If you came to this page directly, you might wish to read a page covering Mardin first.
The population of Mardin is of a very mixed character,
composed in great part of Christians, rude and untutored,
and each sect bearing a strong animosity against the
other; the chief of these are the Syrians and Syrian
William F. Ainsworth - Travels and Researches in Asia Minor, Mesopotamia, Chaldea, and Armenia - 1842
(left) Kirklar Sehit (Forty Martyrs) Kilisesi; (right) a monastery in the countryside
There are several churches in town and monasteries in the countryside, but the Christian population of Mardin is only a small fraction of what it was in the XIXth century.
Kirklar Sehit Kilisesi aka Mor Behnam (St. Behanan) Kilisesi: (left) portal; (right) details of its reliefs
At a cursory glance the portal of Kirklar Sehit Kilisesi resembles that of a mosque: its elaborate decoration reflects Muslim patterns and even the cross above the inscription seems just another geometric pattern. The prohibition against portraying human beings is violated by two very small reliefs which show St. Behanan and his sister Sara. The traditional account about the conversion of Behanan, the son of a pagan king, has points in common with that of St. Eustace; they both saw a stag with a cross on its forehead.
Kirklar Sehit Kilisesi: (left) entrance to the church; (centre/right) decorated niches
We are so used to regarding Arabic as being synonymous with Muslim faith, that it takes a while before realizing the Christian content of the inscriptions in Kirklar Kilisesi; it is interesting to note that crosses do not follow a common pattern which makes them clearly identifiable. It is evident that the Christian communities of Mardin were wary of giving pretexts for being accused of sacrilege by the Muslim rulers.
Deyr az Zafaran
Close to Mardin is the
Yellow Monastery, (Der-i-Zafaran,) the seat of a Syrian
For nearly 800 hundred years Mardin was the residence of the Patriarch of the Syriac Orthodox Church: he lived in the Deyr az Zafaran, a monastery four miles out of town; in 1932 because of the limitations imposed by the Republic of Turkey on religious activities, the Patriarchate was moved to Syria.
Deyr az Zafaran means the Saffron monastery, probably because of the yellowish colour of the rocks behind it. The monastery still belongs to the Syriac Orthodox Church, but in recent years the Turkish authorities have "encased" it into a sort of modern museum; the entrance leading to the actual monastery is modern.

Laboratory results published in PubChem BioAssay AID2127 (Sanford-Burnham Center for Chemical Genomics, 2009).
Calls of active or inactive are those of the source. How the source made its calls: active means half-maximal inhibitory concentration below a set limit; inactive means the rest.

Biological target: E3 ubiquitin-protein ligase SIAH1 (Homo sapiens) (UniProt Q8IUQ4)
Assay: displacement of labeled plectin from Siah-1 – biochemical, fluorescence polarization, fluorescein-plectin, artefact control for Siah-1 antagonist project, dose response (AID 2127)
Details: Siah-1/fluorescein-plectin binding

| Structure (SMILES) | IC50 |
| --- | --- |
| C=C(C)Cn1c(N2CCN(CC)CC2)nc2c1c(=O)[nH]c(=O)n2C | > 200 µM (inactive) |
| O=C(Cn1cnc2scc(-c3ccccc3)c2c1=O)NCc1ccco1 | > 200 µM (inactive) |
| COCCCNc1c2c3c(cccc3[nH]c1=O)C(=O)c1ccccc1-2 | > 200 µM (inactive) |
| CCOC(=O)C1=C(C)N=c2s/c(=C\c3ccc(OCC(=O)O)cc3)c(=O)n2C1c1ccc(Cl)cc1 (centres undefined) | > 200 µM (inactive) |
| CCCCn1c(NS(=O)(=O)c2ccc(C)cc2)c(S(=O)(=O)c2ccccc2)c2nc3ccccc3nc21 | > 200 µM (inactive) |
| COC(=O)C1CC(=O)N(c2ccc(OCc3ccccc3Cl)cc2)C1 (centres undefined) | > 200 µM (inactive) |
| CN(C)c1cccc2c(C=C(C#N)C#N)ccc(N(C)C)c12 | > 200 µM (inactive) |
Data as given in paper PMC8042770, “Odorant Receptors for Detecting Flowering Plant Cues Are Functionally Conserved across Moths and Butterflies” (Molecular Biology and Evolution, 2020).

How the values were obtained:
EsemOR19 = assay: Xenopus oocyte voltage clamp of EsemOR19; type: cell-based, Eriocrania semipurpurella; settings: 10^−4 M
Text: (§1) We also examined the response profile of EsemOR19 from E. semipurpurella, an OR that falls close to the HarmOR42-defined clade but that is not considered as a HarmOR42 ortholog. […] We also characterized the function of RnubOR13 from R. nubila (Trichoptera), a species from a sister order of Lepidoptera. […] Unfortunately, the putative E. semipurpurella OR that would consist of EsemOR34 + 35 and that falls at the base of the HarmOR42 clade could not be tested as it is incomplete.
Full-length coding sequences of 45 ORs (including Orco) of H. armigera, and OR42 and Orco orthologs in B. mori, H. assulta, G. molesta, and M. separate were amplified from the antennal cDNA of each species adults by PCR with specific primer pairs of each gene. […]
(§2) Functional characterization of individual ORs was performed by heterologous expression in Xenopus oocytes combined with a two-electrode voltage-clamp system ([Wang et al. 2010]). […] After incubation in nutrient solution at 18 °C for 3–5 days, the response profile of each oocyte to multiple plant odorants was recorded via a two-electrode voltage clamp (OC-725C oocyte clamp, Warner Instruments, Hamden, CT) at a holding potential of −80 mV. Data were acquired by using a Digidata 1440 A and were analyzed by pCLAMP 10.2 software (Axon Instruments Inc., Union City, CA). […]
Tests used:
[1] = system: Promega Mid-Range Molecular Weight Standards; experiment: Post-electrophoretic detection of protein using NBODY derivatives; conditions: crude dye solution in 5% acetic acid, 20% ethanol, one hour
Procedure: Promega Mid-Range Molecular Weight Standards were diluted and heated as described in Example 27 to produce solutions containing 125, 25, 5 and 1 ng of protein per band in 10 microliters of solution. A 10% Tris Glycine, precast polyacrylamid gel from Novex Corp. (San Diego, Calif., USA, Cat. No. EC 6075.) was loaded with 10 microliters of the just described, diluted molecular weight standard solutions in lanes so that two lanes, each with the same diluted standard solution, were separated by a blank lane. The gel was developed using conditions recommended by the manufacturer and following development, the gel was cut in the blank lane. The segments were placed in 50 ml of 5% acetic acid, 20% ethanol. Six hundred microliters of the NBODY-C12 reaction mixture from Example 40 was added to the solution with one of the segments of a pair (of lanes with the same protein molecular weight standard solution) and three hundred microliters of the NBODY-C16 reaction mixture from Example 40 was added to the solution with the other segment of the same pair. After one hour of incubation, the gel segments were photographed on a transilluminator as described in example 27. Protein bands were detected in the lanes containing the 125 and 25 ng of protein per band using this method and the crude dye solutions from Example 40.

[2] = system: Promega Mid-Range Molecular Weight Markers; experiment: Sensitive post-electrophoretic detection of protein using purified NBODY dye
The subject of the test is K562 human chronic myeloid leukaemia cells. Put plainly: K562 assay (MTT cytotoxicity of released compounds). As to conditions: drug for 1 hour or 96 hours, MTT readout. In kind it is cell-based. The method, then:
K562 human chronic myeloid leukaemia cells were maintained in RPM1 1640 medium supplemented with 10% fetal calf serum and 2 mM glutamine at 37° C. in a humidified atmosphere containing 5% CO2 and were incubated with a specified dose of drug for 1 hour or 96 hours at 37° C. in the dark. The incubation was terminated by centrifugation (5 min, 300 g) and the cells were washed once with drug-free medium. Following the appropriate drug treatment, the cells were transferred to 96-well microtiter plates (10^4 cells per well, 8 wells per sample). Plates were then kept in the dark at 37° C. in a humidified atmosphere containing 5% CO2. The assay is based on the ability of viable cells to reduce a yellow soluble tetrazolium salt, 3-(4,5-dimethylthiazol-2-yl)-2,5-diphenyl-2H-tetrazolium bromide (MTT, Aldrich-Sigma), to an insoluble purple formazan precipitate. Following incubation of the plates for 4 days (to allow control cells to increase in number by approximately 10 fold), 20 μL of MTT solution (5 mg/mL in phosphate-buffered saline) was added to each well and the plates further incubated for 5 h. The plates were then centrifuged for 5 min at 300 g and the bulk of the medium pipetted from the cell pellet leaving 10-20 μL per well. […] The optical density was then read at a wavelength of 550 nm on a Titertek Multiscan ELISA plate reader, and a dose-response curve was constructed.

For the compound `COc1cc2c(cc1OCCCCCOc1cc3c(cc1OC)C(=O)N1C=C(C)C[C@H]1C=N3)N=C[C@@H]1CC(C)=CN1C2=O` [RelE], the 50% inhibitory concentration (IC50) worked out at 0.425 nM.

Deyr az Zafaran: details of portals
Many of the oldest churches of Rome, e.g. S. Clemente, were built above the small halls where the worshippers of the god Mithra met for their ceremonies as if to erase the memory of that cult. Similarly the monastery of Deyr az Zafaran was built in the IVth century above a temple dedicated to the Sun: it faced eastwards so that the worshippers could see the first rays of the rising sun illuminate the room. Some elements of that temple were probably employed in the decoration of the monastery.
Deyr az Zafaran: church
The monastery has been modified so many times that it is better to leave aside the analysis of the overall complex and concentrate on some details of its decoration such as the inhabited scroll frieze of the church, which follows ancient patterns.
Deyr az Zafaran: details of the church reliefs
The image shown in the background of this page is based on a detail of the external decoration of the Chaldean Catholic Church of Mardin: it is part of a cardinal's hat, because the Chaldean Church is associated with the Roman Catholic Church, although it retains its own rites.
|Other abbeys/monasteries in this web site:
Monastero di S. Paolo fuori le Mura
Abbazia di S. Paolo alle Tre Fontane
Sacro Speco di S. Benedetto a Subiaco
S. Scolastica a Subiaco
Abbazia di Fossanova
Abbazia di S. Nilo a Grottaferrata
Abbazia di Farfa
Abbazia di Pomposa
Abbazia di Casamari
The Abbey of Saint-Gilles in France
Abbaye aux Dames at Saintes in France
The monasteries at Meteora in Greece
St. John's monastery at Patmos in Greece
The painted monasteries of Moldavia in Romania
The monastery of Sumela in Turkey
Deyr Semaan (Simeon's Monastery) near Aleppo in Syria
The abbey of Bellapais on Cyprus
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Silvan and Malabadi Koprusu